A Banker's Lament
By Parson Thru
Oh Lord, why us?
We did all the right things. We cared, we planned, we furnished a comfortable home; provided an education second to none for the area, commensurate with income.
How could it go so wrong?
What did we miss that we might have picked up?
He was normal.
Healthy, plenty of mates, was encouraged at rugby, at which he excelled. He enjoyed his music, as they all do, did his homework and swatted for exams, followed his sporting interests.
Generally a busy, talented, well-adjusted young man.
His mother is devastated, of course. I thought they were meant to be close to their mothers – a symptom, if you like. We haven’t said anything to family and friends, but how long can you keep something like this quiet? There will come a point, inevitably, when someone asks:
‘So how about Mark, then? Has he introduced you to anyone yet? Brought anyone nice home?’
Well, actually, now I think about it, he probably has.
God help us – it makes me shudder.
But, questions will be asked. And what do you say? Play a straight bat? Well someone around here ought to, I suppose. But we value our friends and why should we embarrass them?
Where on earth does one go from here? The worst parents’ fear, manifest. Neither his mother nor I have any particular urge to speak with him just now and, frankly, I can’t see a time when we would. What is there to say? What does one ask about? Talk about an elephant in the room. I know that he enjoys university, but I’m not altogether sure it’s for the best reasons. Oh, his results are predictably good, but maybe could be better with a little less emphasis on social life. And his university friends?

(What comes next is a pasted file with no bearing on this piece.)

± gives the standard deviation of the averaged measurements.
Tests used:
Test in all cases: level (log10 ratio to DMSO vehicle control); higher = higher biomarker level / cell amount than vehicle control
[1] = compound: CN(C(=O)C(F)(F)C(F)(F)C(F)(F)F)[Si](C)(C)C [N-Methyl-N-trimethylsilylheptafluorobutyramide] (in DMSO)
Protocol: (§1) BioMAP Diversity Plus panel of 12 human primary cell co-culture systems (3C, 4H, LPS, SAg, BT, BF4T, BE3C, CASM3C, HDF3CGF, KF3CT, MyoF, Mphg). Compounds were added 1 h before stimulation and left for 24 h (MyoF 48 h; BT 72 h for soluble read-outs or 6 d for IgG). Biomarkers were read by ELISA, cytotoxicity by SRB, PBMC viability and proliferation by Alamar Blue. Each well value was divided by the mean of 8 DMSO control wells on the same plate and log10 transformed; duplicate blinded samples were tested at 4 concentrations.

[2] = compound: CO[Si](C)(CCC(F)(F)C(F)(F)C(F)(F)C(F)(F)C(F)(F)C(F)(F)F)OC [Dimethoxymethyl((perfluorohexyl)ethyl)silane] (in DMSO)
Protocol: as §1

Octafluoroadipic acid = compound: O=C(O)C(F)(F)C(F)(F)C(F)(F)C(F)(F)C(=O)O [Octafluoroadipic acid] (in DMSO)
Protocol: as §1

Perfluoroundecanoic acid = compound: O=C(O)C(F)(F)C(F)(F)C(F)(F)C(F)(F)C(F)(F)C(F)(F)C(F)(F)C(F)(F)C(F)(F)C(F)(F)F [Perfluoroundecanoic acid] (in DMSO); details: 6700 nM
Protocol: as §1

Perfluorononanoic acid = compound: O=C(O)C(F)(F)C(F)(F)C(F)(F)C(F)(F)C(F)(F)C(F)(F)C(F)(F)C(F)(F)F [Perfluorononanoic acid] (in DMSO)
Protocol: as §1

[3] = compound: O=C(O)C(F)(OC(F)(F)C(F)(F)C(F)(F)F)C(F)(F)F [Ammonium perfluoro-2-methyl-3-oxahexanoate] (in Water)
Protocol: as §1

Well, you just don’t know, do you?
That, I suppose, is the problem. How do you live with and ignore that disgust?
I don’t think his brother knows. But we don’t see a lot of him, working out in China and Hong Kong. Just as well, really. Now, I thought he was the wild and reckless one, but he has channelled it usefully. Telecoms is a profitable game if you get into the right deals at the right time – and Peter has. To think that we worried about him and took our eye off Mark, who appeared sensible, self-contained, home-loving.
How wrong can you be?
Was it our fault? Was there something more that we could have done? Maybe Boarding is the problem: too distant. We thought we were giving him the best.
How much more love can you give a child than a fine education?
Didn’t do Peter any harm – ultimately. Perhaps we could have ensured there was more contact with girls. Bit of a distraction at too young an age, when a young man ought to be preparing for his future but, maybe, carefully managed.
Friends always remarked on his qualities:
Is it a sickness?
How on earth could he do this to us? How could he bring us such shame?
Oh Lord, why us?